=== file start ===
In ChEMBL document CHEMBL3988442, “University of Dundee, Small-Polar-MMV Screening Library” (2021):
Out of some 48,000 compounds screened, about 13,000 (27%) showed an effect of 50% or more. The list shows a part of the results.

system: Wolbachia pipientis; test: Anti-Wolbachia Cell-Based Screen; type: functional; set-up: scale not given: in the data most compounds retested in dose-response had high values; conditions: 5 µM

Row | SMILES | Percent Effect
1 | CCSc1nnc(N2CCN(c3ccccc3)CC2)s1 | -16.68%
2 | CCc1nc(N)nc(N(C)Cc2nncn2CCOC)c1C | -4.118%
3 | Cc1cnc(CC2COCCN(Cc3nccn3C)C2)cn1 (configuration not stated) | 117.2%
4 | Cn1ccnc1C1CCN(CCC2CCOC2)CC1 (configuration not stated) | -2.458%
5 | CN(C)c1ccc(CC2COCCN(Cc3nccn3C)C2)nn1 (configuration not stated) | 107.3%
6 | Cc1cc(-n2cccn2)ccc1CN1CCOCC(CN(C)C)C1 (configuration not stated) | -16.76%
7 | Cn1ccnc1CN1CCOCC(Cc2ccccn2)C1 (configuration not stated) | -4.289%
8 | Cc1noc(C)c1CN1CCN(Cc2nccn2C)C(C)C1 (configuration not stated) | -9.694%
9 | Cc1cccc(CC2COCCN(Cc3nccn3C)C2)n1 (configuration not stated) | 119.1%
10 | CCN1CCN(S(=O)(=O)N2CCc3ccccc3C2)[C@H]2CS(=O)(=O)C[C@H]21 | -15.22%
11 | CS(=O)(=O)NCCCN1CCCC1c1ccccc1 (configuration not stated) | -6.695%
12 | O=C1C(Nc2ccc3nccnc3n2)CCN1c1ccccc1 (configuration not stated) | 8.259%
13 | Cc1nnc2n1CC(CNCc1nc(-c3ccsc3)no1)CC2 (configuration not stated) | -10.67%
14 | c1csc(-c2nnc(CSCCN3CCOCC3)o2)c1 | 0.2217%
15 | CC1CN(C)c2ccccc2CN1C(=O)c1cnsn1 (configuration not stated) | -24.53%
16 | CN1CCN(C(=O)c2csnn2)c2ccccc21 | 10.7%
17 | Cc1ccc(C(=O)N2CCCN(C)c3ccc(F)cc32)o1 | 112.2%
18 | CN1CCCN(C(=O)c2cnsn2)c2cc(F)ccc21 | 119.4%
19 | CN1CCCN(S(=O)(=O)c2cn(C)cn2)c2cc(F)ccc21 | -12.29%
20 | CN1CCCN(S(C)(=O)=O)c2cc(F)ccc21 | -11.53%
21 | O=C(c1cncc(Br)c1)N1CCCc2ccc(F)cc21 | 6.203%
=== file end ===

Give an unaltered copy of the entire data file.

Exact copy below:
In ChEMBL document CHEMBL3988442, “University of Dundee, Small-Polar-MMV Screening Library” (2021):
Out of some 48,000 compounds screened, about 13,000 (27%) showed an effect of 50% or more. The list shows a part of the results.

system: Wolbachia pipientis; test: Anti-Wolbachia Cell-Based Screen; type: functional; set-up: scale not given: in the data most compounds retested in dose-response had high values; conditions: 5 µM

Row | SMILES | Percent Effect
1 | CCSc1nnc(N2CCN(c3ccccc3)CC2)s1 | -16.68%
2 | CCc1nc(N)nc(N(C)Cc2nncn2CCOC)c1C | -4.118%
3 | Cc1cnc(CC2COCCN(Cc3nccn3C)C2)cn1 (configuration not stated) | 117.2%
4 | Cn1ccnc1C1CCN(CCC2CCOC2)CC1 (configuration not stated) | -2.458%
5 | CN(C)c1ccc(CC2COCCN(Cc3nccn3C)C2)nn1 (configuration not stated) | 107.3%
6 | Cc1cc(-n2cccn2)ccc1CN1CCOCC(CN(C)C)C1 (configuration not stated) | -16.76%
7 | Cn1ccnc1CN1CCOCC(Cc2ccccn2)C1 (configuration not stated) | -4.289%
8 | Cc1noc(C)c1CN1CCN(Cc2nccn2C)C(C)C1 (configuration not stated) | -9.694%
9 | Cc1cccc(CC2COCCN(Cc3nccn3C)C2)n1 (configuration not stated) | 119.1%
10 | CCN1CCN(S(=O)(=O)N2CCc3ccccc3C2)[C@H]2CS(=O)(=O)C[C@H]21 | -15.22%
11 | CS(=O)(=O)NCCCN1CCCC1c1ccccc1 (configuration not stated) | -6.695%
12 | O=C1C(Nc2ccc3nccnc3n2)CCN1c1ccccc1 (configuration not stated) | 8.259%
13 | Cc1nnc2n1CC(CNCc1nc(-c3ccsc3)no1)CC2 (configuration not stated) | -10.67%
14 | c1csc(-c2nnc(CSCCN3CCOCC3)o2)c1 | 0.2217%
15 | CC1CN(C)c2ccccc2CN1C(=O)c1cnsn1 (configuration not stated) | -24.53%
16 | CN1CCN(C(=O)c2csnn2)c2ccccc21 | 10.7%
17 | Cc1ccc(C(=O)N2CCCN(C)c3ccc(F)cc32)o1 | 112.2%
18 | CN1CCCN(C(=O)c2cnsn2)c2cc(F)ccc21 | 119.4%
19 | CN1CCCN(S(=O)(=O)c2cn(C)cn2)c2cc(F)ccc21 | -12.29%
20 | CN1CCCN(S(C)(=O)=O)c2cc(F)ccc21 | -11.53%
21 | O=C(c1cncc(Br)c1)N1CCCc2ccc(F)cc21 | 6.203%